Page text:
The “visually guided hearing aid” (VGHA), consisting of a beamforming microphone array steered by eye gaze, is an experimental device being tested for effectiveness in laboratory settings. Previous studies have found that beamforming without visual steering can provide significant benefits (relative to natural binaural listening) for speech identification in spatialized speech or noise maskers when sound sources are fixed in location. The aim of the present study was to evaluate the performance of the VGHA in listening conditions in which target speech could switch locations unpredictably, requiring visual steering of the beamforming. To address this aim, the present study tested an experimental simulation of the VGHA in a newly designed dynamic auditory-visual word congruence task.
Ten young normal-hearing (NH) and 11 young hearing-impaired (HI) adults participated. On each trial, three simultaneous spoken words were presented from three source positions (−30, 0, and 30o azimuth). An auditory-visual word congruence task was used in which participants indicated whether there was a match between the word printed on a screen at a location corresponding to the target source and the spoken target word presented acoustically from that location. Performance was compared for a natural binaural condition (stimuli presented using impulse responses measured on KEMAR), a simulated VGHA condition (BEAM), and a hybrid condition that combined lowpass-filtered KEMAR and highpass-filtered BEAM information (BEAMAR). In some blocks, the target remained fixed at one location across trials, and in other blocks, the target could transition in location between one trial and the next with a fixed but low probability.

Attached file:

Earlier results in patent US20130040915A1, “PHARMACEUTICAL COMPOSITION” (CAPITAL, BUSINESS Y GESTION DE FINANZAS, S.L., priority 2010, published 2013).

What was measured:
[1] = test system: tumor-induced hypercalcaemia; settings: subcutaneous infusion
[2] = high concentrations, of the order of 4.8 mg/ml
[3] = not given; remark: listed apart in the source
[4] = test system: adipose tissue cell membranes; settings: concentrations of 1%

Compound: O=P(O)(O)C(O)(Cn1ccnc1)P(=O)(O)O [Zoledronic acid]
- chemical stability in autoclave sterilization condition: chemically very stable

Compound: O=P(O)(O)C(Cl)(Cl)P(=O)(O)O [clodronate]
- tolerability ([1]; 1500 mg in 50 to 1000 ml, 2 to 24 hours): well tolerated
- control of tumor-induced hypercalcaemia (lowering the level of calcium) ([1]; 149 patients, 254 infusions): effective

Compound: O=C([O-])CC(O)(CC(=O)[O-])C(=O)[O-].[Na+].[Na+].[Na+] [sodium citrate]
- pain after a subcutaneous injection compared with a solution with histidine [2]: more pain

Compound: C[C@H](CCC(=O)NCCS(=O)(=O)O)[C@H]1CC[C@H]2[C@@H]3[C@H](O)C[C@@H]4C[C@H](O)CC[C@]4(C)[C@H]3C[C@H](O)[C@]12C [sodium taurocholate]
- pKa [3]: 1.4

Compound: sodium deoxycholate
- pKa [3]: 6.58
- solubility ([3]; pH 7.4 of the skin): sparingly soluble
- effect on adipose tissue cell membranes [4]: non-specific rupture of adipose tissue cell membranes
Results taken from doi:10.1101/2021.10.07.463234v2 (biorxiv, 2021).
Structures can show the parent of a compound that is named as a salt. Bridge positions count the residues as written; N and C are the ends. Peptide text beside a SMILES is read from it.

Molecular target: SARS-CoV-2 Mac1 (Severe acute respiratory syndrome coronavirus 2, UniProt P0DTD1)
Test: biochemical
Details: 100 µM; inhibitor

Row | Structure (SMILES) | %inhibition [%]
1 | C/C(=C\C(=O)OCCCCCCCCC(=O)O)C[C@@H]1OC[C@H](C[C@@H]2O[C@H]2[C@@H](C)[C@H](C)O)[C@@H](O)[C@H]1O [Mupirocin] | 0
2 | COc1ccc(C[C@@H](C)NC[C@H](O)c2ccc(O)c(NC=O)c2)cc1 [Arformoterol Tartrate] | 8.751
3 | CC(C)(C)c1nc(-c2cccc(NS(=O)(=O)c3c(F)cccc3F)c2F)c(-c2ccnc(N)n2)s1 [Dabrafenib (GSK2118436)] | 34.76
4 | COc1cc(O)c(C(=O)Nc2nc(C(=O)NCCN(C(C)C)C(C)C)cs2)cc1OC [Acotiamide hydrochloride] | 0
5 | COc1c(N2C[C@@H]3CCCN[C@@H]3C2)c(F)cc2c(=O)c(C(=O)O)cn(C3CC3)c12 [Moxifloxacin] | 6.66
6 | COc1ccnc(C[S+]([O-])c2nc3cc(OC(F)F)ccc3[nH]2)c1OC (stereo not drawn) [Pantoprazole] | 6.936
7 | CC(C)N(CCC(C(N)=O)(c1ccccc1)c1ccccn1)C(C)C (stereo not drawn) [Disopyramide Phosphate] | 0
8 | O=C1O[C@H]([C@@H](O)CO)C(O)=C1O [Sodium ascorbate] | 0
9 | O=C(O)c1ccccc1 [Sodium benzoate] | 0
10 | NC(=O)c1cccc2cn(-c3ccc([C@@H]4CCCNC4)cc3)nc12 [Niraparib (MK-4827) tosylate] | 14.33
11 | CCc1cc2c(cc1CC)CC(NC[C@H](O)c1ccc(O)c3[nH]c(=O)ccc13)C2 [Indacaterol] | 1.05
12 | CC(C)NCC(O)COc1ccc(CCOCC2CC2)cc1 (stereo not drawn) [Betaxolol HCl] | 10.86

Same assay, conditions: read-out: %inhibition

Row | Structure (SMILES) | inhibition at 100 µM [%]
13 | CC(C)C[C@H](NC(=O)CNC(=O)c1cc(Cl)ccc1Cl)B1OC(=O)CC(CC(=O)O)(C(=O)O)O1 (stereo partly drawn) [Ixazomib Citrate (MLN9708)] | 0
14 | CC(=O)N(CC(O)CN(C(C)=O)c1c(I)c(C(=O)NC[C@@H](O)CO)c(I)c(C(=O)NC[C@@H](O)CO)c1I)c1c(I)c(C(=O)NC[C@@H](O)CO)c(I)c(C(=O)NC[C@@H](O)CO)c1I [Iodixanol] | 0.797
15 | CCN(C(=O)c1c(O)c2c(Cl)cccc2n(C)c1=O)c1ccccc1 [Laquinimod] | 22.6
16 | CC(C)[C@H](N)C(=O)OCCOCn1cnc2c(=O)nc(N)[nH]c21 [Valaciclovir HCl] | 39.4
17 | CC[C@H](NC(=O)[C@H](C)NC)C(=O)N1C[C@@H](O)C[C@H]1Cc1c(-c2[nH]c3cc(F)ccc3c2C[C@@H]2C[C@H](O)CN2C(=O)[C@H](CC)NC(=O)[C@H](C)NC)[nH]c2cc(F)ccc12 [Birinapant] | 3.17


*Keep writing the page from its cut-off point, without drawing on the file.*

Large individual variability in performance was observed. There were significant benefits for the hybrid BEAMAR condition relative to the KEMAR condition on average for both NH and HI groups when the targets were fixed. Although not apparent in the averaged data, some individuals showed BEAM benefits relative to KEMAR. Under dynamic conditions, BEAM and BEAMAR performance dropped significantly immediately following a target location transition. However, performance recovered by the second word in the sequence and was sustained until the next transition.
When performance was assessed using an auditory-visual word congruence task, the benefits of beamforming reported previously were generally preserved under dynamic conditions in which the target source could move unpredictably from one location to another (i.e., performance recovered rapidly following source transitions) while the observer steered the beamforming via eye gaze, for both young NH and young HI groups.
From the 1Department of Speech, Language & Hearing Sciences, Boston University, Boston, MA
2EarLens Corporation, Menlo Park, CA.
Received April 25, 2017; accepted October 22, 2017.
This work was supported by a grant from NIH/NIDCD (to G.K.) and by a grant from DoD/AFOSR (to G.K.).
The authors report no conflicts of interest.
Address for correspondence: Elin Roverud, Department of Speech, Language & Hearing Sciences, Boston University, 635 Commonwealth Avenue, Boston, MA 02215. E-mail: email@example.com.